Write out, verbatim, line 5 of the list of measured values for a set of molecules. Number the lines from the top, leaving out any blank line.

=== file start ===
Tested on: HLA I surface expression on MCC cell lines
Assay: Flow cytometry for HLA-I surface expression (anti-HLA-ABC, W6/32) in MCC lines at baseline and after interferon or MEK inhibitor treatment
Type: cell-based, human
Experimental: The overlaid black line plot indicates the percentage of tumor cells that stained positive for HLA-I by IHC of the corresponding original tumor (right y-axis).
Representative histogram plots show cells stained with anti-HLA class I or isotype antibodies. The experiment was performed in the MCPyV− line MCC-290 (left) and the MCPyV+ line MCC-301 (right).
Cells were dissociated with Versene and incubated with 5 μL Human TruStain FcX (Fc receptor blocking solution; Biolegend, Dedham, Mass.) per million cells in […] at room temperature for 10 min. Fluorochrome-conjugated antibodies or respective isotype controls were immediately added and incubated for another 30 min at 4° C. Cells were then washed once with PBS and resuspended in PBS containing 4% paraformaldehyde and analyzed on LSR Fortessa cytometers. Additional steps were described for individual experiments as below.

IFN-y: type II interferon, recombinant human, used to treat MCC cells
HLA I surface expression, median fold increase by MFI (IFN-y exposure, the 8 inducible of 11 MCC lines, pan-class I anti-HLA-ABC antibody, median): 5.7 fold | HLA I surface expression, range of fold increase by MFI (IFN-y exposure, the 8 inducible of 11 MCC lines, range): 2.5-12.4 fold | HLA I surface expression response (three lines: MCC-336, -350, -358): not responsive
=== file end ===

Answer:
Representative histogram plots show cells stained with anti-HLA class I or isotype antibodies. The experiment was performed in the MCPyV− line MCC-290 (left) and the MCPyV+ line MCC-301 (right).